3. 3. ○ ~ character is a valid integer literal that means "maximum amount allowed by the environment" which is a theoretical infinity. MyTask: This field is a user defined name for the declared task. It can only contain alpha numeric values and underscores. It must start with a letter, preferably uppercase by convention. init: This field is a language reserved state name and declares the initial state for its task. Any branching for a newly spawned task is decided in this state block. There is no way for a task to bypass this state. Initial state name must end with a colon ':' character like any other state declaration. state1: This field is a user defined state name for the declared task. It can only contain alpha numeric values and underscores. It must start with a letter preferably lowercase by convention and must end with a colon ':' character. { }: Curly braces define blocks. There are two types of blocks, a task block and a state block. A task block can contain member declarations (will be introduced in later iterations) and states. State blocks can contain bindings and computation related operations. They must contain at least one state transition rule (will be introduced) or a halt command (read further). Curly braces are likely to be removed in the final language proposal to reduce code complexity. Their replacement are likely to be line indentations. #: Hash character defines line comments. Line comments are ignored by the compiler until they meet an endline character. They are used to explain code pieces and are useful to indicate state meanings. 3. Hello World and Standard Output A valid HelloWorld program in Doppl requires two more concepts in order to be completed, string literals and standard output. A string literal is a character sequence enclosed between double quotes (will be improved in next iterations). A string literal can contain special characters such as n for newline or t for tab. Further explanation will be given when primitive types are explained in detail. Standard output is a special binding which can be accessed by any task, named as output. Any assignment made to output (by '=' operator) is directly rendered by system console. It can be perceived as a special variable which outputs its content on change. Its entity type by language means will be explained in further iterations. Below is a valid HelloWorld program written in Doppl. #Outputs "Hello World!" to standard output task(1) HelloWorld { #Init state 3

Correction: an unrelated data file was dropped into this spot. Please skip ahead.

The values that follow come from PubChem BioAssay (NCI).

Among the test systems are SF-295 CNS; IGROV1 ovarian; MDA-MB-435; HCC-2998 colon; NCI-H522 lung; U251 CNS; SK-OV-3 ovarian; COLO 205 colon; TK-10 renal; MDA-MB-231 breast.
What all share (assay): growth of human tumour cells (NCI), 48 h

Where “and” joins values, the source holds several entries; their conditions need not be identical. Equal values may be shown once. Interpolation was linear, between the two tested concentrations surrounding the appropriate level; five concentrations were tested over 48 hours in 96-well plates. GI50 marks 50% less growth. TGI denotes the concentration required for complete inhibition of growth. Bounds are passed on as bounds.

4. 4. init: { output = "Hello World!" finish } } finish: Finish (all characters lowercase) is a reserved language construct which points to a location (current state) that can be considered as a final state. When an instance or an instance group (cloned set) of a task meet with its or their final state and execute finish, any binding made by that instance group can no longer be accessed. 4. Pseudo Compilation Previous introduction lacks one concept in order to execute the written Doppl program. No entry point is defined in the source. Iteration #1 proposes that entry points of Doppl programs should be given as compiler parameters and they can only be task names. Tasks must specify their range values as 1 in order to be considered as valid entry points. A pseudo compilation command of a Doppl program is given below. doppl helloworld.doppl HelloWorld 5. Conclusion Iteration #1 provides a first look to what a Doppl program look like. It introduces stateful tasks, main computation units of Doppl and proposes a few language constructs to manipulate standard output. Strictly indented typing in Doppl predicts that Doppl source codes are likely to avoid code obfuscation caused by bad practice or dirty programming. A pseudo compilation command is also proposed in this iteration. Finally iteration #1 enforces tasks which are designed to be entry points to exist as singleton in memory. 6. Future Concepts Below are the concepts that are likely to be introduced in next iterations. ● ● ● ● ● ● ● ● Primitive data types Task members Literals Shared members Assignment operator (more) Arithmetic operators State transition operators if conditional 7. License 4
  5. 5. CC BY-SA 3.0 5